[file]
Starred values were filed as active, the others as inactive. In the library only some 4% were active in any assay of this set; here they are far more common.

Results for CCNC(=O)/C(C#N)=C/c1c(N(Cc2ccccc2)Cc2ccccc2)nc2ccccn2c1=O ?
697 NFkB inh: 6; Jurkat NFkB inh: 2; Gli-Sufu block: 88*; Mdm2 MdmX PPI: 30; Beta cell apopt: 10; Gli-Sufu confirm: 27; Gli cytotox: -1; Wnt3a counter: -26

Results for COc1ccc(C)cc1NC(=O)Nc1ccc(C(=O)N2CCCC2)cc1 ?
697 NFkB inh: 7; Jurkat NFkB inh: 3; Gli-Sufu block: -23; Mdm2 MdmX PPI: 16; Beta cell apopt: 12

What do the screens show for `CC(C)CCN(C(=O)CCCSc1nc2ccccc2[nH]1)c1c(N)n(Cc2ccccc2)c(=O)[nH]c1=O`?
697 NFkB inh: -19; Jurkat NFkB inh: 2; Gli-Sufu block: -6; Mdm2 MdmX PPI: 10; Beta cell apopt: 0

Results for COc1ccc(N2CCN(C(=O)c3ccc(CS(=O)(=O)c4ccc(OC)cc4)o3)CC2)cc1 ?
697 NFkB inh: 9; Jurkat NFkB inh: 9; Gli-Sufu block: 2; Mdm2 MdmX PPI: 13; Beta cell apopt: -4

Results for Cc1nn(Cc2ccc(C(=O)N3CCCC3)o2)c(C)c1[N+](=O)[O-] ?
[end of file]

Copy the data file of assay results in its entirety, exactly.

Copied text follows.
Starred values were filed as active, the others as inactive. In the library only some 4% were active in any assay of this set; here they are far more common.

Results for CCNC(=O)/C(C#N)=C/c1c(N(Cc2ccccc2)Cc2ccccc2)nc2ccccn2c1=O ?
697 NFkB inh: 6; Jurkat NFkB inh: 2; Gli-Sufu block: 88*; Mdm2 MdmX PPI: 30; Beta cell apopt: 10; Gli-Sufu confirm: 27; Gli cytotox: -1; Wnt3a counter: -26

Results for COc1ccc(C)cc1NC(=O)Nc1ccc(C(=O)N2CCCC2)cc1 ?
697 NFkB inh: 7; Jurkat NFkB inh: 3; Gli-Sufu block: -23; Mdm2 MdmX PPI: 16; Beta cell apopt: 12

What do the screens show for `CC(C)CCN(C(=O)CCCSc1nc2ccccc2[nH]1)c1c(N)n(Cc2ccccc2)c(=O)[nH]c1=O`?
697 NFkB inh: -19; Jurkat NFkB inh: 2; Gli-Sufu block: -6; Mdm2 MdmX PPI: 10; Beta cell apopt: 0

Results for COc1ccc(N2CCN(C(=O)c3ccc(CS(=O)(=O)c4ccc(OC)cc4)o3)CC2)cc1 ?
697 NFkB inh: 9; Jurkat NFkB inh: 9; Gli-Sufu block: 2; Mdm2 MdmX PPI: 13; Beta cell apopt: -4

Results for Cc1nn(Cc2ccc(C(=O)N3CCCC3)o2)c(C)c1[N+](=O)[O-] ?